Dennis Quaid

Dennis William Quaid (born April 9, 1954) is an American actor. Raised in Texas, he became known during the 1980s after appearing in several successful films, and has since established a career as a major Hollywood actor.


Early life

Quaid was born in Houston, Texas, the son of Juanita Bonniedale "Nita" (née Jordan), a real estate agent, and William Rudy Quaid, an electrician. He is the younger brother of actor Randy Quaid. Quaid has Irish and Cajun ancestry. He attended Pershing Middle School in Houston. He studied drama at Bellaire High School in Bellaire, Texas and later in college, at the University of Houston, under drama coach Cecil Pickett.


After his brother, actor Randy Quaid, was nominated for an Academy Award for his role in The Last Detail, he dropped out of the University of Houston before graduating and moved to Los Angeles, California, to pursue an acting career of his own. He initially had trouble finding work but began to gain notice when he appeared in Breaking Away (1979) and earned good reviews for his role in The Right Stuff (1983).

Known for his famous grin, Quaid has appeared in both comedic and dramatic roles. Quaid had starring roles in the films Enemy Mine and Innerspace. He also achieved acclaim for his portrayal of Jerry Lee Lewis in Great Balls of Fire! (1989).

Quaid's career lost steam in the early 1990s, after he fought and kicked a cocaine addiction. He continued to garner positive reviews in a variety of films, however, such as Wyatt Earp (1994). Some of Quaid's most recent film credits include Far From Heaven (2002) (for which he received Golden Globe, Independent Spirit, NYFCC and Screen Actors Guild Award nominations for Best Supporting Actor), In Good Company (2004), The Day After Tomorrow (2004), Yours, Mine and Ours (2005), and Vantage Point (2008).

Personal life

Quaid was raised Baptist and is a practicing Christian.

Quaid married actress P.J. Soles on November 25, 1978 (Thanksgiving Day). The two divorced on January 23, 1983. Quaid's second marriage was to Meg Ryan on February 14, 1991 (Valentine's Day). Quaid and Ryan have a son, Jack Henry (born April 24, 1992). Their marriage ended on June 16, 2001. Ryan later revealed Quaid had been unfaithful to her for a long time while they were married.Quaid was also engaged for three years to actress Lea Thompson (Back to the Future, Caroline in the City), whom he met on the movie set of Jaws 3-D in 1983.

Quaid married Kimberly Buffington, an Austin, Texas real estate agent, on July 4, 2004 (Independence Day). The couple welcomed twins born via a gestational carrier on November 8, 2007 in Santa Monica, California. Their son Thomas Boone was born first at 8:26 a.m. and weighed 6 pounds, 12 ounces (3.06 kg). Daughter Zoe Grace made her appearance two minutes later weighing in at 5 pounds, 9 ounces (2.52 kg).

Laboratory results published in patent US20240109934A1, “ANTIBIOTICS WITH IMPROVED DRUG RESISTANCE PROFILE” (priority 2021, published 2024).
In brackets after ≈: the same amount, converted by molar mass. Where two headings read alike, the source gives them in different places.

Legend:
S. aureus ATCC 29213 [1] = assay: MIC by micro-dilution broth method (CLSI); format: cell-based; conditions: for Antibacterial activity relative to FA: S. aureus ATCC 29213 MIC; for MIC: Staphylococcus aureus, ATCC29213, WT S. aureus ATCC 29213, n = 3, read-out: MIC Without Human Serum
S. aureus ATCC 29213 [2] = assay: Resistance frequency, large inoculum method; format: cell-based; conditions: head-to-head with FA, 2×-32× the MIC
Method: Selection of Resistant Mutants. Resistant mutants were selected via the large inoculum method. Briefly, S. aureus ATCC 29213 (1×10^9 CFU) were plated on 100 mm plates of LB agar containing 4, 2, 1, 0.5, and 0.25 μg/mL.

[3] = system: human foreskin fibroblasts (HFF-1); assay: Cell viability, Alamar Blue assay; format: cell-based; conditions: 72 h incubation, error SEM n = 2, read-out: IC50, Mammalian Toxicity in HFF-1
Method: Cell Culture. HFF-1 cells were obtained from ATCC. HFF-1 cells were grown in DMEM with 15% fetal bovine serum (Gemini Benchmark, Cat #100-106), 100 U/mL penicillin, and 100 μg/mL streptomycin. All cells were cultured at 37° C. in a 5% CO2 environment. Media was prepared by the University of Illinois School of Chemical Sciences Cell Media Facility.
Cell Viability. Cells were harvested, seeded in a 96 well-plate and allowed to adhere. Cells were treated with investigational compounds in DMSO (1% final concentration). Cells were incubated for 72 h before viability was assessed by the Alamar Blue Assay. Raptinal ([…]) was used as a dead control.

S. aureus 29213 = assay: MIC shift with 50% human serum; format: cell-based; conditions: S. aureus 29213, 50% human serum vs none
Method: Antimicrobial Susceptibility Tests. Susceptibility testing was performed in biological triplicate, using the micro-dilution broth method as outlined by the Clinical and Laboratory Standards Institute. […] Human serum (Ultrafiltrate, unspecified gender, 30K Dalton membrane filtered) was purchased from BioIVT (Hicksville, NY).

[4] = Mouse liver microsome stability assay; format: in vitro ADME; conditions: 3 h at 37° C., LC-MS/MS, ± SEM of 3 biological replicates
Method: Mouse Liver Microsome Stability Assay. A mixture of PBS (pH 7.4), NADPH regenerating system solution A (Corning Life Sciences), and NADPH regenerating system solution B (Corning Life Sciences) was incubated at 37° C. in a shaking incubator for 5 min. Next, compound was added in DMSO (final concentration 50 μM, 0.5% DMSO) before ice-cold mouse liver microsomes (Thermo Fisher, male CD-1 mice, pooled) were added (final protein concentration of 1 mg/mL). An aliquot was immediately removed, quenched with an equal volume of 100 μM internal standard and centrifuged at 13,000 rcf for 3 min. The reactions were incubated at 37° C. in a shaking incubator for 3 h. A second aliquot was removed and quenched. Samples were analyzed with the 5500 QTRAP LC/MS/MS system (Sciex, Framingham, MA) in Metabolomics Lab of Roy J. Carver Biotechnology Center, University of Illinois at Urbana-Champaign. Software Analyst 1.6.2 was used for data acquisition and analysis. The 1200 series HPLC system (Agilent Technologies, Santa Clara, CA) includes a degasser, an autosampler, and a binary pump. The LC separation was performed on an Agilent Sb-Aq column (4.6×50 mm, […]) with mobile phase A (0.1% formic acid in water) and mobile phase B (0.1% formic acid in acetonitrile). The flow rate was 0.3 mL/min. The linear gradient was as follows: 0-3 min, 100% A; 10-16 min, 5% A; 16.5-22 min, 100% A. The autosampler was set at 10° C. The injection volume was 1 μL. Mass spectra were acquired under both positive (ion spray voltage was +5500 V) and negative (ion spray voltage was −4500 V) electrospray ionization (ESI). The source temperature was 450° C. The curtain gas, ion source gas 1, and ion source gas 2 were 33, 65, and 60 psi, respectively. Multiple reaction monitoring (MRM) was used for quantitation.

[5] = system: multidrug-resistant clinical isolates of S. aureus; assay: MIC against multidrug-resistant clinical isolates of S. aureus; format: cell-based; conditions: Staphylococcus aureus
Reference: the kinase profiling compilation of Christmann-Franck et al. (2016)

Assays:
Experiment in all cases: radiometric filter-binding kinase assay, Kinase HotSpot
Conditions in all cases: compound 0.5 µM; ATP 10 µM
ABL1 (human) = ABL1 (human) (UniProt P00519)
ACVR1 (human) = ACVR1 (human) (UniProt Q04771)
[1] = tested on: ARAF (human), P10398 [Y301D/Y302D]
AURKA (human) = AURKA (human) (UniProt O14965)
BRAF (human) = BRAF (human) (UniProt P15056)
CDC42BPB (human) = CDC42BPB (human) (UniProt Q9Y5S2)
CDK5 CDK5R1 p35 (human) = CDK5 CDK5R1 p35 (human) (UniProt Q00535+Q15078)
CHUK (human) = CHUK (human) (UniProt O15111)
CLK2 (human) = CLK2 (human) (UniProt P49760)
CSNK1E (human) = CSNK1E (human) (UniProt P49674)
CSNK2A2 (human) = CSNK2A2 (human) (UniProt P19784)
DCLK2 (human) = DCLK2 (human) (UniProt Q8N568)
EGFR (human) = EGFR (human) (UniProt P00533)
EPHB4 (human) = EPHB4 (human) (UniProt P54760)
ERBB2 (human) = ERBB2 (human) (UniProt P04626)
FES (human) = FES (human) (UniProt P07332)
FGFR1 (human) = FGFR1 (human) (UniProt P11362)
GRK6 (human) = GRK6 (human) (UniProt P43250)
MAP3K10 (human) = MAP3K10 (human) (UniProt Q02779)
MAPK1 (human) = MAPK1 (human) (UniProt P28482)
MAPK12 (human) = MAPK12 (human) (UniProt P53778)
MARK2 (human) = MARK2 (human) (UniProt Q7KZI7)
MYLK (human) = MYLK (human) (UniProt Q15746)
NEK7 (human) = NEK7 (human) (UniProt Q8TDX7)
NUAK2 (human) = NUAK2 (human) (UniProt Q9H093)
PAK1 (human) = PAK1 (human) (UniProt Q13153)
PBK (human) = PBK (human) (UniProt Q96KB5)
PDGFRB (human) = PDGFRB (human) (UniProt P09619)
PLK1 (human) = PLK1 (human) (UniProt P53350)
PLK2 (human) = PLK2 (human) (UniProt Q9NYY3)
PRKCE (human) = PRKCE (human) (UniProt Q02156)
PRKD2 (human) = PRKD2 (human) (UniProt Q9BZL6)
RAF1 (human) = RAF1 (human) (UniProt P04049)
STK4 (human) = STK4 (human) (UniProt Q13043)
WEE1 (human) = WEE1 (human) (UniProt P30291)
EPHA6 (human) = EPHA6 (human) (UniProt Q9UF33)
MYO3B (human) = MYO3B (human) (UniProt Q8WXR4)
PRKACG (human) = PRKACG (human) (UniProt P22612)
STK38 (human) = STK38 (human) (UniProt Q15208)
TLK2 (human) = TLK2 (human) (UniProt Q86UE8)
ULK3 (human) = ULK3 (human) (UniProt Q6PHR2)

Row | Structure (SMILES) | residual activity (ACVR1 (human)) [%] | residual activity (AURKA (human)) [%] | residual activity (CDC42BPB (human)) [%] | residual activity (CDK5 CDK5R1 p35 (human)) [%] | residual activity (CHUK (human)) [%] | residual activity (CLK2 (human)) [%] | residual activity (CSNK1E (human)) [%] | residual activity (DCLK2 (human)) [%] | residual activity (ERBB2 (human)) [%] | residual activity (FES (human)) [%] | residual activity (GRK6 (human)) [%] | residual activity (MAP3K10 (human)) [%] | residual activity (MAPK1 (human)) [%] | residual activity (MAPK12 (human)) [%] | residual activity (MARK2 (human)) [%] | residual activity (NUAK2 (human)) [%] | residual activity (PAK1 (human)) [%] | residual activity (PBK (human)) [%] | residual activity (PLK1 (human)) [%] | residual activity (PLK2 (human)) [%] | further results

On November 20, 2007, hospital staff mistakenly gave Quaid's twelve-day-old twins a dosage of heparin 1,000 times the common dosage for infants. Their attorney said the newborns will "be fine now", but Quaid has filed a lawsuit against the drug manufacturer, Baxter Healthcare, claiming that packaging for the two doses of heparin are not different enough. In May 2008, the Quaids testified before the United States House of Representatives' Committee on Oversight and Government Reform, asking Congress not to preempt the right to sue drug manufacturers for negligence under state law.

Aside from acting, Quaid is a musician and plays with his band the Sharks. Quaid also has a pilot's license and is a scratch golfer and, in 2005, was named as the top golfer among the "Hollywood set" by Golf Digest. He lends his name to the annual "Dennis Quaid Charity Weekend" (formerly the "Jiffy Lube/Dennis Quaid Charity Classic") in Austin, Texas. The golf tournament attracts numerous celebrities with the proceeds split among local children's charities. He is a member of the Bel-Air Country Club in Bel-Air and tries to stay at homes on private courses when he is on the road.

Quaid works with the charity "International Hospital for Children in New Orleans." He makes trips to Central America to help build medical clinics and transport sick children back to the United States for treatment they cannot get locally.

In a 2006 interview with Best Life magazine, Quaid said that in the mid-1990s he suffered from 'manorexia' saying, "I'd look in the mirror and still see a 180 lb (82 kg) guy, even though I was 138 pounds (62 kg)," and "for many years, I was obsessed about what I was eating, how many calories it had, and how much exercise I'd have to do".




  • Silver, Murray, 2005. "When Elvis Meets the Dalai Lama," (Bonaventure Books, Savannah), in which the author describes Quaid's participation in the film "Great Balls of Fire."

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